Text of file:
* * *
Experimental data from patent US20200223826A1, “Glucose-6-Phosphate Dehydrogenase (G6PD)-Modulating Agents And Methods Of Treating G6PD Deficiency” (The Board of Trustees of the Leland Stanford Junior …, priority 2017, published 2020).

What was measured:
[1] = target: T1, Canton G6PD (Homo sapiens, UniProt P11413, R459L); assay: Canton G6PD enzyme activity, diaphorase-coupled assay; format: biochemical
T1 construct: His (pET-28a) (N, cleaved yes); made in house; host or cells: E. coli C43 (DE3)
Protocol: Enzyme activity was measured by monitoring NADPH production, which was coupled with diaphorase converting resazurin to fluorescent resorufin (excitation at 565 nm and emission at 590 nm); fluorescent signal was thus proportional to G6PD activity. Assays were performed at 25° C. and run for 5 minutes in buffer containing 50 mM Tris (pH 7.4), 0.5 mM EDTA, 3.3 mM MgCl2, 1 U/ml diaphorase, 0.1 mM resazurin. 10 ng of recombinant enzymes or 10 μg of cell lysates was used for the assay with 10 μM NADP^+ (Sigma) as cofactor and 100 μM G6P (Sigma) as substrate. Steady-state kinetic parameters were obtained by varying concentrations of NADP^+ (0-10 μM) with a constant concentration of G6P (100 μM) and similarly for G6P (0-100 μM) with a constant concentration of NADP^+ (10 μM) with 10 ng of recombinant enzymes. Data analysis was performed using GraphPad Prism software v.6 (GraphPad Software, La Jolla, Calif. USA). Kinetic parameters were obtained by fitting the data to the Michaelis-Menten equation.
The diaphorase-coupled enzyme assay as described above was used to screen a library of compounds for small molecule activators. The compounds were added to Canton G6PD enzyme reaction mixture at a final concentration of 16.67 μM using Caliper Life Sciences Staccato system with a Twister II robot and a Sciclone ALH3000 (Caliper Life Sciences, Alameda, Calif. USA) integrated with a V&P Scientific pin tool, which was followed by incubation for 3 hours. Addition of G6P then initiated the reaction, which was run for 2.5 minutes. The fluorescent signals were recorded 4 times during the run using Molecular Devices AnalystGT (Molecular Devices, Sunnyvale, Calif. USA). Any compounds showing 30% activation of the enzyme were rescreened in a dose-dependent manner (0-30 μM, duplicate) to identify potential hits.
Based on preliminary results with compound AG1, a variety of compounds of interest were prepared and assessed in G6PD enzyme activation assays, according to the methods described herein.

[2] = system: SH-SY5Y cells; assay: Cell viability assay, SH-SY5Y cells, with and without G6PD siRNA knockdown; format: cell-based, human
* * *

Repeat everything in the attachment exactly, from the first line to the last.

Experimental data from patent US20200223826A1, “Glucose-6-Phosphate Dehydrogenase (G6PD)-Modulating Agents And Methods Of Treating G6PD Deficiency” (The Board of Trustees of the Leland Stanford Junior …, priority 2017, published 2020).

What was measured:
[1] = target: T1, Canton G6PD (Homo sapiens, UniProt P11413, R459L); assay: Canton G6PD enzyme activity, diaphorase-coupled assay; format: biochemical
T1 construct: His (pET-28a) (N, cleaved yes); made in house; host or cells: E. coli C43 (DE3)
Protocol: Enzyme activity was measured by monitoring NADPH production, which was coupled with diaphorase converting resazurin to fluorescent resorufin (excitation at 565 nm and emission at 590 nm); fluorescent signal was thus proportional to G6PD activity. Assays were performed at 25° C. and run for 5 minutes in buffer containing 50 mM Tris (pH 7.4), 0.5 mM EDTA, 3.3 mM MgCl2, 1 U/ml diaphorase, 0.1 mM resazurin. 10 ng of recombinant enzymes or 10 μg of cell lysates was used for the assay with 10 μM NADP^+ (Sigma) as cofactor and 100 μM G6P (Sigma) as substrate. Steady-state kinetic parameters were obtained by varying concentrations of NADP^+ (0-10 μM) with a constant concentration of G6P (100 μM) and similarly for G6P (0-100 μM) with a constant concentration of NADP^+ (10 μM) with 10 ng of recombinant enzymes. Data analysis was performed using GraphPad Prism software v.6 (GraphPad Software, La Jolla, Calif. USA). Kinetic parameters were obtained by fitting the data to the Michaelis-Menten equation.
The diaphorase-coupled enzyme assay as described above was used to screen a library of compounds for small molecule activators. The compounds were added to Canton G6PD enzyme reaction mixture at a final concentration of 16.67 μM using Caliper Life Sciences Staccato system with a Twister II robot and a Sciclone ALH3000 (Caliper Life Sciences, Alameda, Calif. USA) integrated with a V&P Scientific pin tool, which was followed by incubation for 3 hours. Addition of G6P then initiated the reaction, which was run for 2.5 minutes. The fluorescent signals were recorded 4 times during the run using Molecular Devices AnalystGT (Molecular Devices, Sunnyvale, Calif. USA). Any compounds showing 30% activation of the enzyme were rescreened in a dose-dependent manner (0-30 μM, duplicate) to identify potential hits.
Based on preliminary results with compound AG1, a variety of compounds of interest were prepared and assessed in G6PD enzyme activation assays, according to the methods described herein.

[2] = system: SH-SY5Y cells; assay: Cell viability assay, SH-SY5Y cells, with and without G6PD siRNA knockdown; format: cell-based, human